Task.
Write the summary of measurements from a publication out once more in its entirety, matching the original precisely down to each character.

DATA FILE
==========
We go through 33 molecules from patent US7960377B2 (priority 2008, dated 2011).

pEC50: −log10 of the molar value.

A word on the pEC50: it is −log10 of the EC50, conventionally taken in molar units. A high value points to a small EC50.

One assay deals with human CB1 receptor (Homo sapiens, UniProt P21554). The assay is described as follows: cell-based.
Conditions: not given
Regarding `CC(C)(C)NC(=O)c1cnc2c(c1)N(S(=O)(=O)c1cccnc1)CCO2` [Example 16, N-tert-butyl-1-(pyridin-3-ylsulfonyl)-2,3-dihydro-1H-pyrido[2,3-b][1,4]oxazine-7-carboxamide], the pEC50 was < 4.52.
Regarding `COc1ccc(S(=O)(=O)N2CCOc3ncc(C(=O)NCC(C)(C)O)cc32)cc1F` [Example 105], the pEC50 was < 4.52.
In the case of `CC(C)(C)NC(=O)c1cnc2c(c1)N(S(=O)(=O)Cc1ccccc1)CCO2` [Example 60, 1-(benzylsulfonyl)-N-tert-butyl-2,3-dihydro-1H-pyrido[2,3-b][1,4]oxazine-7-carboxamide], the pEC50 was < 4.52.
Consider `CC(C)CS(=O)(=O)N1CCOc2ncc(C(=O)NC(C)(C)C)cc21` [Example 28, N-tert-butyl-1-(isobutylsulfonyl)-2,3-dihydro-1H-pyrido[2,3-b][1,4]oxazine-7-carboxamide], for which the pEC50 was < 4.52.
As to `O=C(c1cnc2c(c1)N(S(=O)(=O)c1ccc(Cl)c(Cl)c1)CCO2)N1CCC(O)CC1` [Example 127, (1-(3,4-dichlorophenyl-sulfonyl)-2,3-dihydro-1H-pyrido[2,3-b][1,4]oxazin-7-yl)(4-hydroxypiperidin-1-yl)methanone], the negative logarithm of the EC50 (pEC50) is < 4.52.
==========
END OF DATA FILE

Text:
We go through 33 molecules from patent US7960377B2 (priority 2008, dated 2011).

pEC50: −log10 of the molar value.

A word on the pEC50: it is −log10 of the EC50, conventionally taken in molar units. A high value points to a small EC50.

One assay deals with human CB1 receptor (Homo sapiens, UniProt P21554). The assay is described as follows: cell-based.
Conditions: not given
Regarding `CC(C)(C)NC(=O)c1cnc2c(c1)N(S(=O)(=O)c1cccnc1)CCO2` [Example 16, N-tert-butyl-1-(pyridin-3-ylsulfonyl)-2,3-dihydro-1H-pyrido[2,3-b][1,4]oxazine-7-carboxamide], the pEC50 was < 4.52.
Regarding `COc1ccc(S(=O)(=O)N2CCOc3ncc(C(=O)NCC(C)(C)O)cc32)cc1F` [Example 105], the pEC50 was < 4.52.
In the case of `CC(C)(C)NC(=O)c1cnc2c(c1)N(S(=O)(=O)Cc1ccccc1)CCO2` [Example 60, 1-(benzylsulfonyl)-N-tert-butyl-2,3-dihydro-1H-pyrido[2,3-b][1,4]oxazine-7-carboxamide], the pEC50 was < 4.52.
Consider `CC(C)CS(=O)(=O)N1CCOc2ncc(C(=O)NC(C)(C)C)cc21` [Example 28, N-tert-butyl-1-(isobutylsulfonyl)-2,3-dihydro-1H-pyrido[2,3-b][1,4]oxazine-7-carboxamide], for which the pEC50 was < 4.52.
As to `O=C(c1cnc2c(c1)N(S(=O)(=O)c1ccc(Cl)c(Cl)c1)CCO2)N1CCC(O)CC1` [Example 127, (1-(3,4-dichlorophenyl-sulfonyl)-2,3-dihydro-1H-pyrido[2,3-b][1,4]oxazin-7-yl)(4-hydroxypiperidin-1-yl)methanone], the negative logarithm of the EC50 (pEC50) is < 4.52.